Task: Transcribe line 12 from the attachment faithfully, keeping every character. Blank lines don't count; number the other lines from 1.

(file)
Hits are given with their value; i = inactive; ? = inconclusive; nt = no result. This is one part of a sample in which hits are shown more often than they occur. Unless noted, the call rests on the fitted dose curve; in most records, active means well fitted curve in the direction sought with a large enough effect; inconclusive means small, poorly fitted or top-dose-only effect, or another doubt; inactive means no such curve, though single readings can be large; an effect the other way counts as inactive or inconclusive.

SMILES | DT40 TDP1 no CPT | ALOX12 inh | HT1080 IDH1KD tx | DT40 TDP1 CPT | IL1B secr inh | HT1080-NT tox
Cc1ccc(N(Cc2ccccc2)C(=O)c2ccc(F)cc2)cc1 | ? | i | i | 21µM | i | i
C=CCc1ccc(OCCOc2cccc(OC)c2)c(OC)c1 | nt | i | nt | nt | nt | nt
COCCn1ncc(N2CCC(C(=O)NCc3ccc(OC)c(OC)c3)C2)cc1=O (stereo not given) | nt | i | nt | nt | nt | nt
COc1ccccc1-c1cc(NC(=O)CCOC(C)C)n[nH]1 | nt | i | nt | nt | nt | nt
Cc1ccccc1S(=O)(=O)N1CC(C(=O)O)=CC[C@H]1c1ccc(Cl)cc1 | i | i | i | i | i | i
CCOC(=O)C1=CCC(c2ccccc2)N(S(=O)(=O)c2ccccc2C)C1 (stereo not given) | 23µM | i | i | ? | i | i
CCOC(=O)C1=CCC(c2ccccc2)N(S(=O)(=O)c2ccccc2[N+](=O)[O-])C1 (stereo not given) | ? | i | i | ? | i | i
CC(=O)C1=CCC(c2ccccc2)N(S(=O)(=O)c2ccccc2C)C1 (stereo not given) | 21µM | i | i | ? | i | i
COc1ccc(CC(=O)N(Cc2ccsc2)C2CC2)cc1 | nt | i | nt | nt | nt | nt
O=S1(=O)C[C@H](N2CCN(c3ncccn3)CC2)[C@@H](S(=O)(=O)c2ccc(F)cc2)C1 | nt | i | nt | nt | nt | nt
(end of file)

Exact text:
O=S1(=O)C[C@H](N2CCN(c3ncccn3)CC2)[C@@H](S(=O)(=O)c2ccc(F)cc2)C1 | nt | i | nt | nt | nt | nt